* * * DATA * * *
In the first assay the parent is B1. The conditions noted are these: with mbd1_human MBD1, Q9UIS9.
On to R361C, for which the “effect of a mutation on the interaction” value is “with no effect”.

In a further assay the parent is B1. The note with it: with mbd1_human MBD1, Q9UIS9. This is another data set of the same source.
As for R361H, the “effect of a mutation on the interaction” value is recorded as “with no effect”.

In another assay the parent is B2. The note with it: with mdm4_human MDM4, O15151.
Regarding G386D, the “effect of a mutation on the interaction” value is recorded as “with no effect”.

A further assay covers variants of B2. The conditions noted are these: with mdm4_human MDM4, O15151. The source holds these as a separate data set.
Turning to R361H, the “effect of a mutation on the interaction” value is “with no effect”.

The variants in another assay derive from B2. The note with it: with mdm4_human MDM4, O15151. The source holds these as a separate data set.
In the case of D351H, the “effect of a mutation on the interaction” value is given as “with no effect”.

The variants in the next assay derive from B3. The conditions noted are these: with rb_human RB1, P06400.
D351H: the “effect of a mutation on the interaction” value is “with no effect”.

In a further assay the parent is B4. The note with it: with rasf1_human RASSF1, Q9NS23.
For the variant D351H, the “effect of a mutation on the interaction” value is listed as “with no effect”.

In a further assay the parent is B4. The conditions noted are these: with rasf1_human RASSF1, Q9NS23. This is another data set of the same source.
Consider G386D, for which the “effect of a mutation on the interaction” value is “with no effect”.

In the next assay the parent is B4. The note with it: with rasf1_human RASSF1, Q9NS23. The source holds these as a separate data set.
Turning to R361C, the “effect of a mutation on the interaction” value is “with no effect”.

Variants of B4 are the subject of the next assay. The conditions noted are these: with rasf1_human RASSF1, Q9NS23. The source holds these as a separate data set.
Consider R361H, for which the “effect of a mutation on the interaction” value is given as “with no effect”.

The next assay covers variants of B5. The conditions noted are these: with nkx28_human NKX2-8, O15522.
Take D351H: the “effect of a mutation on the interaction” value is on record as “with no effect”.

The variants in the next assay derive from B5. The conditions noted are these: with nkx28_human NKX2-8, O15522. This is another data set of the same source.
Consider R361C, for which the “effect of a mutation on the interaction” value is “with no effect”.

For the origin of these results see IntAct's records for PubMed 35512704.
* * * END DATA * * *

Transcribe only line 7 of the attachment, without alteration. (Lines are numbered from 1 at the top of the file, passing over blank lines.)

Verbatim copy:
A further assay covers variants of B2. The conditions noted are these: with mdm4_human MDM4, O15151. The source holds these as a separate data set.